There can be (and often are) good intentions behind “earn your keep” thinking. Many people say it comes from mean or self-serving motives, but when I held to this line I genuinely don’t think I did so out of spite or selfishness. I’m very sure that’s not what motivates my friend either. None of us wants policies that would tend to undermine people’s ability to reach their true potential.

Still, under scrutiny it falls apart in several ways.

  1. Its predicted outcomes don’t match actual results. For example, countries exist where college tuition is 100% government-subsidized. Under the above “earn your keep” thinking, we would predict that students produced by colleges in those countries would be outperformed by U.S. students; in fact the opposite is true2. As another example, no one in America pays for their own high school education. Yet among American high school students, whether public, private, or homeschooled, you find students who excel, and those who fail — even though none of them are paying out of pocket.3

  2. It’s an argument that obtains against any measure that might lower the bar to opportunity, including private charity or cost-cutting. Suppose my friend’s alma mater found a way to cut tuition costs by 50% without subsidies. The felt effect on the paying student would be indistinguishable from a government-subsidized cut. Applied consistently, “earn your keep” thinking would lead us to oppose all cost-cutting measures on the grounds that they would hurt student performance relative to those in earlier years who had to pay more. “Earn your keep” is also an argument in favor of making all high school students pay for classes out of their own earnings.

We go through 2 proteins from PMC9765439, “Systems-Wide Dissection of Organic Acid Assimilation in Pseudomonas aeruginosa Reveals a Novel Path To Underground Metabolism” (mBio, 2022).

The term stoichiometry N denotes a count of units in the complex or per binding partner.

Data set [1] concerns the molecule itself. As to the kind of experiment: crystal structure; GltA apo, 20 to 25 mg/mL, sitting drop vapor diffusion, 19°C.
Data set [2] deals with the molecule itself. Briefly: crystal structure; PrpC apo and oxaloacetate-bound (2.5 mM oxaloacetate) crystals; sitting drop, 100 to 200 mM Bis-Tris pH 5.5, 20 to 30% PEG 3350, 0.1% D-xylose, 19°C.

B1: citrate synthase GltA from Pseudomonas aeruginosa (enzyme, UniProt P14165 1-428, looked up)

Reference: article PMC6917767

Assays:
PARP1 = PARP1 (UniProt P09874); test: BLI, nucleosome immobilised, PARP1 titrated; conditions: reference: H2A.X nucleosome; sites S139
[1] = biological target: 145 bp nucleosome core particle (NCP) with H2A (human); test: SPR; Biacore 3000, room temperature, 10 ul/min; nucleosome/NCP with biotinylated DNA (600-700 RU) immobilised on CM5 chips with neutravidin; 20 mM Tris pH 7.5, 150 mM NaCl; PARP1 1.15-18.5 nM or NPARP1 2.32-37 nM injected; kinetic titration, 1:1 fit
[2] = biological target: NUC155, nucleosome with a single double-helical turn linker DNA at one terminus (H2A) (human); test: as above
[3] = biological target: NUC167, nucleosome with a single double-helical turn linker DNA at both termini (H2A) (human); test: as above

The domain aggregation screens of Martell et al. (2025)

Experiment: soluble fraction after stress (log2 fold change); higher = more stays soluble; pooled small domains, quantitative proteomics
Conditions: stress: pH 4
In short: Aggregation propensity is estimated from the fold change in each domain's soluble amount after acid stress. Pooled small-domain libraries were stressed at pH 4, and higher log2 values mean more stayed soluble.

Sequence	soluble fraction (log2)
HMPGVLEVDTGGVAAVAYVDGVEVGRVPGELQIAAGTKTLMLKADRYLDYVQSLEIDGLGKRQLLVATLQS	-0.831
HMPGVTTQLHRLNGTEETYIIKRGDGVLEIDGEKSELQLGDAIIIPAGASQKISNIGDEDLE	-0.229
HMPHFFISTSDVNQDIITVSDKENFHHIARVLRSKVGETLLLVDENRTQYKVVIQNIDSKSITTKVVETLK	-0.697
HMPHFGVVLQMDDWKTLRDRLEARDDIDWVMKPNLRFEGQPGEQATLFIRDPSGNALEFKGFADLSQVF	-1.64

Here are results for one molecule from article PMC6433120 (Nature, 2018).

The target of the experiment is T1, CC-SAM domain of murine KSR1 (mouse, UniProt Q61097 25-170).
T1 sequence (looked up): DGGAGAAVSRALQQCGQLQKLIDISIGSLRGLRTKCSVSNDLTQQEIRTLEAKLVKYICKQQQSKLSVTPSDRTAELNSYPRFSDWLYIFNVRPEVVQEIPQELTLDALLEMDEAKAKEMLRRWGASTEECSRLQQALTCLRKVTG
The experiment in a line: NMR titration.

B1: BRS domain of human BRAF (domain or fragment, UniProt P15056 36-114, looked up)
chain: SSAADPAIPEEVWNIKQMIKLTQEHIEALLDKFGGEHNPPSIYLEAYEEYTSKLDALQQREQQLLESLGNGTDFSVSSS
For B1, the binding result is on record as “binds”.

3. Finally, there’s the issue of one’s frame of reference being too small and oversimplified. My friend’s baseline reference for “reasonable” college tuition costs is “the hours I worked and the dollars I paid” — a price which was almost certainly subsidized by some combination of tax dollars and private donations. Further, suppose someone who had worked harder and paid much more for college came along and sneered at him. What logical grounds could he have for refusing the justness of this sneer? Why is his price the “correct” one? And again, there’s the issue of high school: the universally accepted baseline “reasonable” student cost for high school, even among conservatives, is $0. Why is this?